Em­brac­ing the dark­ness

Hold The Dark sees di­rec­tor Jeremy Saulnier com­plete a loose tril­ogy of dark thrillers

Empire (UK) - - PRE.VIEW - IAN FREER

WITH BLUE RUIN and Green Room, Jeremy Saulnier carved a dis­tinct niche for him­self, fus­ing art­house and ex­ploita­tion cinema marked by dy­namism, a dis­tinct feel for at­mos­phere and buck­ets of blood. His lat­est, Hold The Dark, seems to be con­tin­u­ing vari­a­tions on this loose theme — but it’s proved his most tax­ing. “This film has so many firsts for me,” says Saulnier. “It has my record num­ber of in­ti­mate di­a­logue scenes and my high­est body count. It has my first war scene, my first aerial se­quence, my first time work­ing ex­ten­sively with an­i­mals. So in that re­gard it was a huge chal­lenge.”

Based on Wil­liam Gi­raldi’s 2014 novel, Hold The Dark sees wolf ex­pert Rus­sell Core (Jef­frey Wright) in­ves­ti­gate the dis­ap­pear­ance of three chil­dren, be­lieved taken by wolves in the Alaskan vil­lage of Kee­lut. In true Saulnier style, Core dis­cov­ers an un­speak­able se­cret that sets in mo­tion blood­shed, de­spair and death. Saulnier was stretched to the limit work­ing with wolves and his cast en­dur­ing the harsh con­di­tions of Al­berta, Canada. In the process he mounted a sus­tained shoot-out that feels like a movie within the movie.

“It was the most prepped scene I’ve ever done in my ca­reer,” he re­calls. “On the one hand you have to be rev­er­ent to the char­ac­ters and on the other hand, it’s al­ways fun blow­ing shit up.”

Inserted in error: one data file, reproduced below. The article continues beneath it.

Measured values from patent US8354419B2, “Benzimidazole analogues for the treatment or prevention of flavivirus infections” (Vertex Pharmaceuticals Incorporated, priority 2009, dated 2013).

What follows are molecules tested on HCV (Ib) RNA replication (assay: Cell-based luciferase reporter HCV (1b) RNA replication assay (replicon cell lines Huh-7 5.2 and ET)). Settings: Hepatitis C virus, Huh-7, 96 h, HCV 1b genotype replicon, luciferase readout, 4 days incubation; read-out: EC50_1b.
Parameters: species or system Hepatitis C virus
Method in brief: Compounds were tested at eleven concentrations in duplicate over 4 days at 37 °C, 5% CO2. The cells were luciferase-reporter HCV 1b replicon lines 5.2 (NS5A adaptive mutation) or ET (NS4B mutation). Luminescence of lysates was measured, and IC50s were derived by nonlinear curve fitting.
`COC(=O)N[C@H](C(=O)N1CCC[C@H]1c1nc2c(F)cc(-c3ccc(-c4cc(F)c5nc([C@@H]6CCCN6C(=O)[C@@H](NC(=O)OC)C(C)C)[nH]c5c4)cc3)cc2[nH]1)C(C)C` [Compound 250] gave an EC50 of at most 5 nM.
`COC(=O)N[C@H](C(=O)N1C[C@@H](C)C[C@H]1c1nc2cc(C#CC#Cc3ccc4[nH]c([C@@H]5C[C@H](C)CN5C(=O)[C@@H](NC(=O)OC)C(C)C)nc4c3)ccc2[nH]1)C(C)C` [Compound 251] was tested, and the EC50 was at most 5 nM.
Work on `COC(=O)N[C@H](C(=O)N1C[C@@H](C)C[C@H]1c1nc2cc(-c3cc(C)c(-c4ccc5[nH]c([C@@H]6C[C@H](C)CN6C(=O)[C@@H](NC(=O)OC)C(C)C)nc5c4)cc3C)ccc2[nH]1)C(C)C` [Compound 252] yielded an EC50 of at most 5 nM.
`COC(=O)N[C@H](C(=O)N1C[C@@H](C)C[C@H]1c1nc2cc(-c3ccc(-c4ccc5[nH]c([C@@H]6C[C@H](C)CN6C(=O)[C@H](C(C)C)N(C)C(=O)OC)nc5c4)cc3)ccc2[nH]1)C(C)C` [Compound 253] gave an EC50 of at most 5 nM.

When blow­ing shit up, it helps to have the money to do it, and Saulnier has found a wel­come new home with Net­flix’s deep pock­ets. The di­rec­tor is thrilled by the col­lab­o­ra­tion, but didn’t do any­thing to ac­com­mo­date the small-screen for­mat: “I made the big­gest, widest-scoped cin­e­matic movie I could make.”

Saulnier says he will “con­tinue to ex­plore high-im­pact ki­netic film­mak­ing,” but don’t rule out some curve­balls, es­pe­cially if the block­busters come call­ing. “I will do a big stu­dio movie if it suits me,” he says. “But I will be able to nim­bly write a self-funded in­die just in case I shit the bed.” It’s un­likely. Be­sides, Frozen 3: Elsa Vs The Wolves would be a thing to be­hold.


Top to bot­tom: Trou­bled hus­band Ver­non Sloane (Alexan­der Skars­gård) with son Bai­ley (Beckam Craw­ford); Wolf ex­pert Rus­sell Core (Jef­frey Wright) talks to Me­dora Sloane (Ri­ley Keough); Be­hind the scenes shot of Core (Wright); De­tec­tive Don­ald Mar­ium (James Badge Dale) and Arnie (Jonathan White­sell) lie in wait.

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